To me, the biggest risk that Apple faces isn’t hardware sales growth headwinds, but instead an escalation of the trade war with China. Hardware sales can be expected to fluctuate over time, but issues in the greater China market (which represented roughly 17.5% of Apple’s sales during the last quarter) could turn out to be a big future growth hurdle for this name. Apple’s Chinese sales percentage used to be a bit higher, but sales have already slumped in the region. There are fears that Apple could be a target of the Chinese government should trade relations get worse. At this point, the idea of Apple being a politicized scapegoat is speculative. But, I think it’s worth considering since it could create a big dent in Apple’s bottom-line. Even so, geopolitical speculation still isn’t enough to make me want to sell my AAPL shares. In a worse case scenario, looking at trade and/or the near-term hardware sales seasons, AAPL will remain a highly profitable company with a strong balance sheet and cash flows.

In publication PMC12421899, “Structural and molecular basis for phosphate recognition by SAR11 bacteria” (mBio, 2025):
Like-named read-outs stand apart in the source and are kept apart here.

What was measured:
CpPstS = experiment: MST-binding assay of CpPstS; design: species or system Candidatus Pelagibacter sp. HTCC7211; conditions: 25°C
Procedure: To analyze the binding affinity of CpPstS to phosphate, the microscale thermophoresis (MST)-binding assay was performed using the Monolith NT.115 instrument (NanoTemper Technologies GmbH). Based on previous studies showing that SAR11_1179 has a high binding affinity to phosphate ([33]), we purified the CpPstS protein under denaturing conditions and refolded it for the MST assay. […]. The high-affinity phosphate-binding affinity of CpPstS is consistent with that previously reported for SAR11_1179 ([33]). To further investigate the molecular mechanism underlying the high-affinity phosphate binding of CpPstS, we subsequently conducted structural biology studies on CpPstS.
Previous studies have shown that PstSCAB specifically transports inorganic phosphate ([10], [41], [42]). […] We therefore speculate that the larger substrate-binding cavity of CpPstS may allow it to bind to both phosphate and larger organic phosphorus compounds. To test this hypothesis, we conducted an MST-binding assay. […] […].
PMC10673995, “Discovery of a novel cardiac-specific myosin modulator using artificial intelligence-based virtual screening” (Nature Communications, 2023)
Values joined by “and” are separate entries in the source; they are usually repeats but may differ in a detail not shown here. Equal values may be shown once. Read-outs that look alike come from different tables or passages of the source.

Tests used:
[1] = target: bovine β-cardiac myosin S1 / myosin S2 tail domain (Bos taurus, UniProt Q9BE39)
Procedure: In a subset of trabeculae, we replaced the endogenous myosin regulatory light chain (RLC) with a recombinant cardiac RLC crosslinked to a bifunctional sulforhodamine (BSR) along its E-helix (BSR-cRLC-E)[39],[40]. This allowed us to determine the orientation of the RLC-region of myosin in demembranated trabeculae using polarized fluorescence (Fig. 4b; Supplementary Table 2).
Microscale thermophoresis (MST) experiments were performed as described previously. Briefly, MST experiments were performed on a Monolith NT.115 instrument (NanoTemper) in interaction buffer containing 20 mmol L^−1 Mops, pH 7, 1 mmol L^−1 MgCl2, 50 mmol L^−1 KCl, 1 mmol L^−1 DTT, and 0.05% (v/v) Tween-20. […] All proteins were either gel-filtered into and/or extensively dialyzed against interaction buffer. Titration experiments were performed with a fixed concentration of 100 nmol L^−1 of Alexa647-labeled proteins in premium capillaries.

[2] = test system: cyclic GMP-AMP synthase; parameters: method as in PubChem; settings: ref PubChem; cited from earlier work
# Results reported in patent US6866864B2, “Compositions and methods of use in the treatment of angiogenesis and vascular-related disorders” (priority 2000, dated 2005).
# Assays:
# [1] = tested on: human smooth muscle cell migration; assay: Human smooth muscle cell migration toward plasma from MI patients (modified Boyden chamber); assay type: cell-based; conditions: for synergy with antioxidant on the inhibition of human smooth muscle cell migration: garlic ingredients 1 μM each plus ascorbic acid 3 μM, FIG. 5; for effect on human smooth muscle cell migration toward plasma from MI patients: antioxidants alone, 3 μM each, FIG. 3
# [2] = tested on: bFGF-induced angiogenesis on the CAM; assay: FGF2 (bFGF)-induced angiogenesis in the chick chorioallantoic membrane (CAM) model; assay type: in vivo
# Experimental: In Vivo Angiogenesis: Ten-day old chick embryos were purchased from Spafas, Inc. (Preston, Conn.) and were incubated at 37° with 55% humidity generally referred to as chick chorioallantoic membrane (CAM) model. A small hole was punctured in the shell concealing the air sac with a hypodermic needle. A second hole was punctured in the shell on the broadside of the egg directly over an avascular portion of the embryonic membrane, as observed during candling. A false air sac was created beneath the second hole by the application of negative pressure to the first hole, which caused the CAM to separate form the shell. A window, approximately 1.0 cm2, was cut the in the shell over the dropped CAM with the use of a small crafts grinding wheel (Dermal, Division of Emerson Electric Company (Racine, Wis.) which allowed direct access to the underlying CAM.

While the analyst at Rosenblatt brings up serious risks that Apple investors need to consider when monitoring their positions, at the end of the day, I have a hard time focusing on much else other than shareholder returns. For years, Apple’s growing dividend and massive buyback program have been at the forefront of my mind as an investor. I didn’t buy Apple shares until the company initiated its dividend and now I firmly believe that this is one of the best dividend growth investments in the market today. Since initiating its dividend in 2012, AAPL’s split adjusted dividend has increased from $0.38/share to $0.77/share. In other words, in roughly 7 years, the stock’s dividend has more than doubled. I expect to see similar performance over the next 7 years as well. With this in mind, it’s easy for me to maintain a buy and hold mindset when it comes to AAPL stock (even in the face of such negative analyst remarks).

I have to admit that AAPL’s recent 5.5% dividend increase was a disappointment. Prior to this year’s increase, AAPL had been in the habit of rewarding investors with double digit dividend growth. In the past, I’ve said that I believe AAPL has the potential to provide investors with a double digit dividend growth CAGR moving forward over the long-term. This 5.5% increase was obviously a bit of a speed bump in that regard, but I think it’s too soon to say that this mid-single digit increase is going to be a trend.